As it is the last stage really likely to create big gaps, i want to encourage the riders to try something and move their asses. Not wait for the last moment.
That wall is perfect to throw dynamite in the wheels of several heavier riders.

Instead of going down to Foix (which is why we couldnt have started from there, as we would needed that road from the other side), we're going north through the Plantaurel, just to climb back from the other side.



To do that, we'll go through the Côte d'Esplas (3rd category) and use a forgotten climb on the Tour, the Col de la Crouzette. Unseen since 1976. Basically running a parallel way along Péguères, its easier, of course, but not that much.



8km over 8% is no piece of cake, its not very long, but as we're going up and down all day, that one will hurts and is steep enough to offer some chances.
The Col de Saraillé is a big bump on the road to Ercé, and then we're heading south to Aulus-les-Bains.



In this village starts the longest ascent of the day, the Col d'Agnès.



Fantastic piece of pun material, french speaking guys there probably know what i mean, but also a difficult one.
Only seen 5 times on the Tour though.

Its not that long, actually, 10km, basically, but the incline at the bottom is real. 10.5% over 1Km, over 9% for the first half, it gets easier at the end, but at this stage, thats not an issue anymore as the biggest group of favourites should, hopefully, be less populated than the hamlets we're going through.



The Port de Lers, in that direction, follows immediately, but its mainly there to just prevent any rest. Im sadistic.



To be or not to be, that is the question, and it seems that i am.

The descent will be quickly done to reach Vicdessos, and then, the last major climb of the Tour awaits : Goulier-Neige.
Thats a new one, once again. Goulier-Neige is one of the smallest ski stations of the area.


Hopefully, we will have that kind of weather for the race.

The road is perfectly fine (until the last parking, filled with gravel), except for the punishing gradient we have there.



Once again, as it is the case with most of the climbs of the vicinity, the length is not as impressive as the legends from the West, but the slope has nothing to be ashamed of.

The climb to the ski station is 9.4km long from Vicdessos, over 8% in average. There is a relapse in the village of Goulier, at the mid-way point, thats lowering that average, but otherwise, its more than enough to cause trouble.
Difficult enough to justify taking chances as controlling the race will be seriously challenging, but not difficult enough to justify the tragic waiting game we're too often used to see. Especially as the last big mountain stage.



 
Tour of Japan: 'The Tour of the rising sun'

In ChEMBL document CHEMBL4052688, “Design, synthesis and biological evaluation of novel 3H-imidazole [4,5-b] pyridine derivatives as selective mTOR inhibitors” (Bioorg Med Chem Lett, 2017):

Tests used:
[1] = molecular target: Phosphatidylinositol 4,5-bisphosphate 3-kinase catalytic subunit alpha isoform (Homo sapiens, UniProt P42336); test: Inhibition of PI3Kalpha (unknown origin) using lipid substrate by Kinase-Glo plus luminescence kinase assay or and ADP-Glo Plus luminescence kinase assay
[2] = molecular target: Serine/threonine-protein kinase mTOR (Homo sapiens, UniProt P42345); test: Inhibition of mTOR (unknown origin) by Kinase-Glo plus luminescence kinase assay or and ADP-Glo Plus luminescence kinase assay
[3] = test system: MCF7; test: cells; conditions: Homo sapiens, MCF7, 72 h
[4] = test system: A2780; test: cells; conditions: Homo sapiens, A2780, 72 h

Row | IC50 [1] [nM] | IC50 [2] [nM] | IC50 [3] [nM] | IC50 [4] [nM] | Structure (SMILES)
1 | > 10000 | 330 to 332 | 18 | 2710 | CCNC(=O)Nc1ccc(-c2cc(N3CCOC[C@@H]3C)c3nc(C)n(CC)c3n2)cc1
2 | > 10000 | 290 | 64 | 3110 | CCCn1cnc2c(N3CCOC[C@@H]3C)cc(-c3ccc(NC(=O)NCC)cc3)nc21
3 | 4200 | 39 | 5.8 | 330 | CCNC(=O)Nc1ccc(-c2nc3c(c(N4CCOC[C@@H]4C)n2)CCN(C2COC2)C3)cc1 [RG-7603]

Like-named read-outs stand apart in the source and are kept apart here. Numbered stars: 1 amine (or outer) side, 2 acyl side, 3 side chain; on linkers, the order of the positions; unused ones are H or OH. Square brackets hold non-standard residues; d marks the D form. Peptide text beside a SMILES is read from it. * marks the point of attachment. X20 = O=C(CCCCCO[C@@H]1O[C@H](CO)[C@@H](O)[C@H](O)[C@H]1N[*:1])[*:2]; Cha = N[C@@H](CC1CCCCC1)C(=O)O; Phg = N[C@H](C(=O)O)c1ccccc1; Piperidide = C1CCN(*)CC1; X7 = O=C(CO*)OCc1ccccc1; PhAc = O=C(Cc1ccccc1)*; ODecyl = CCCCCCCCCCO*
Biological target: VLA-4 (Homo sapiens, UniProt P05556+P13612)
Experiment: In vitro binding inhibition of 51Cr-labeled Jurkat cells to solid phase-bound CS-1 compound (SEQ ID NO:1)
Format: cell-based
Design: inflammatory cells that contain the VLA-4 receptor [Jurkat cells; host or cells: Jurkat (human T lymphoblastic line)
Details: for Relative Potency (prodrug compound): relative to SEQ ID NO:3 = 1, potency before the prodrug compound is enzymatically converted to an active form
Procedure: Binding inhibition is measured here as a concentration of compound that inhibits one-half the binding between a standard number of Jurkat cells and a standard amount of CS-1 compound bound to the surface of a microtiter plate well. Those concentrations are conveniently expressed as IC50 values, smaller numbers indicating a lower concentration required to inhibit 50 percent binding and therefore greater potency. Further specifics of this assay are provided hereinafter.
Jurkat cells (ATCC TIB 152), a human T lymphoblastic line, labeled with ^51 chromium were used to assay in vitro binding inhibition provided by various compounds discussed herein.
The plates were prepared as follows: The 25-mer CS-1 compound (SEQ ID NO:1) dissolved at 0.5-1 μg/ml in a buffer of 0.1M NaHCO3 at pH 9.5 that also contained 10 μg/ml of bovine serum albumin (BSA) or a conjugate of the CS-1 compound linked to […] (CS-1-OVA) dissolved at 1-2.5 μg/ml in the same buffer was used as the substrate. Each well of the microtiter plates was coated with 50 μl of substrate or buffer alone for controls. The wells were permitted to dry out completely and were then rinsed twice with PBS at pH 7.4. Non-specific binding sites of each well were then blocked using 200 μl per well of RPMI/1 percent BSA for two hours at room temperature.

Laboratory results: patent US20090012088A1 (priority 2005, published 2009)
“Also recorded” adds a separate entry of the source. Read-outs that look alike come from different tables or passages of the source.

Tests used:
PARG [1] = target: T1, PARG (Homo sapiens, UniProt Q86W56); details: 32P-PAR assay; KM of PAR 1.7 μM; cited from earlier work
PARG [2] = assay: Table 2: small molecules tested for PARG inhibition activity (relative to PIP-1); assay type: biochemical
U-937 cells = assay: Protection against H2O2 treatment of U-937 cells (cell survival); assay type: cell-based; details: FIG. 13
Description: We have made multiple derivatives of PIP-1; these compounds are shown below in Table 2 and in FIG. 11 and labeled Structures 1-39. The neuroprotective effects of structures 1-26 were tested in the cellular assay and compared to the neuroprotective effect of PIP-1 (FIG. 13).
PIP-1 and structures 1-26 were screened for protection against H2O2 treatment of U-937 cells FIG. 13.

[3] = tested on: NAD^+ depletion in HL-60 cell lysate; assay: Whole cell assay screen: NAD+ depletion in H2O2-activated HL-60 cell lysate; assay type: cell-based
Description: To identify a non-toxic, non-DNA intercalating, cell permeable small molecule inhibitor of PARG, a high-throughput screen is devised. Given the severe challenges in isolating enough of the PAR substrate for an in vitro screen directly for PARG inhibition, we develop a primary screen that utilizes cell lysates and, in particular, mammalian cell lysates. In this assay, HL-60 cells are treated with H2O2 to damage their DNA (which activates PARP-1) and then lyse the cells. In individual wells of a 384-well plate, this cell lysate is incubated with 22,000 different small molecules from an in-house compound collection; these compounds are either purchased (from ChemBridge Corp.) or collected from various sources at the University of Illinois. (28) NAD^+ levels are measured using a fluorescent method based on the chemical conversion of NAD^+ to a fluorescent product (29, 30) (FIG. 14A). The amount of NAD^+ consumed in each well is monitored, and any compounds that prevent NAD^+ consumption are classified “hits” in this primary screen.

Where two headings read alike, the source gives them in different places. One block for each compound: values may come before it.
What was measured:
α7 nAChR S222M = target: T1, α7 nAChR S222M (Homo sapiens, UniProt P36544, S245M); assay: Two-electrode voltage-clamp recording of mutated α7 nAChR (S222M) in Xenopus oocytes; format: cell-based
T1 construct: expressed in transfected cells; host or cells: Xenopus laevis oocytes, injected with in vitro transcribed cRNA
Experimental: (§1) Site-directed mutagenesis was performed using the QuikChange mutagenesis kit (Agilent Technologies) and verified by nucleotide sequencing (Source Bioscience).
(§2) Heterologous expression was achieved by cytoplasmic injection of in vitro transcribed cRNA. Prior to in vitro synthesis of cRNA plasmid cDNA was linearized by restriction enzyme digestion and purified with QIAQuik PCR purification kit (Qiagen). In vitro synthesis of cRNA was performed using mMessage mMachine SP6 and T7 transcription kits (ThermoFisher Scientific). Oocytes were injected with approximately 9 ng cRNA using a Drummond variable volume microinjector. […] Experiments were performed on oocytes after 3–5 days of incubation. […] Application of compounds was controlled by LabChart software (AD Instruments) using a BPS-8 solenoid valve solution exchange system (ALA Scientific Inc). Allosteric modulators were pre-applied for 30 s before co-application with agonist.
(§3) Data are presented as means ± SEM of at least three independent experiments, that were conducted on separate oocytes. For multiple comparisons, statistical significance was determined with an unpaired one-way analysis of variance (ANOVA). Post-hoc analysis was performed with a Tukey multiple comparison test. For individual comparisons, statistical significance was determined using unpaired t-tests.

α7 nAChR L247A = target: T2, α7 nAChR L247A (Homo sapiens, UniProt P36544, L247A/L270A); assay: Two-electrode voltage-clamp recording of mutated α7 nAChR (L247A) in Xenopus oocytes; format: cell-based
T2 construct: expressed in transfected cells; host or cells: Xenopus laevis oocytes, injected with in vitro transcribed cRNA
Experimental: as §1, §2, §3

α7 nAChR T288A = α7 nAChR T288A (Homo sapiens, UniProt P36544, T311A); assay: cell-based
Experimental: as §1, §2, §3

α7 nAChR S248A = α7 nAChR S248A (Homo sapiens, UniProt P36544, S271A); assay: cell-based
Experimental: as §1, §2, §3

I decided to create a new stage race in a country I knew very little about in terms of route planning. Having spoke with a few posters it was decided that Japan would be my choice, So here it is, 9 stages with transfers kept down to as low as I could manage bar one long transfer. One thing is for sure, I cannot see many sprinters turning up! Hope you enjoy:

Stage 1: Aomori - Noshiro - 188km






We start the Tour in the port of Aamori, the most Northern city of Japan. here we wind our way South-West to the town of Noshiro. There are 2 large hills to negotiate for the peloton at the halfway point of this stage, these climbs may be enough to put some riders into difficulty, However with almost 70km's of flat roads (bar one short hill) to the finish there should be a large group fighting it out for the first leaders jersey of the Tour.



 
Stage 2: Akita - Mt Horaizan - 191km





The 2nd stage of the Tour and things start to get serious already, the first of 3 mountain top finishes of the race. The peloton again start on the coast, this time in the city of Akita and begin making their way down South. The first half of the route is fairly hilly however there are no big tests. The three 3rd Cat climbs should all be swallowed up by the days break.
With just under 80km's to go the bunch hit the 1st Cat climb of Sensumori which should serve to soften the legs, A trip back down to the coast follows before they turn East towards the final mountain.
The climb actually follows the road up to Mount Chokai however there is no access up to the top unless you hike. The climb is 16.5k and averages just over 6%, it's fairly irregular with some false flat sections and some ramps of almost 10%. The winner here will surely believe he can go on and win this race, however there are some big tests still to go over the next 6 days.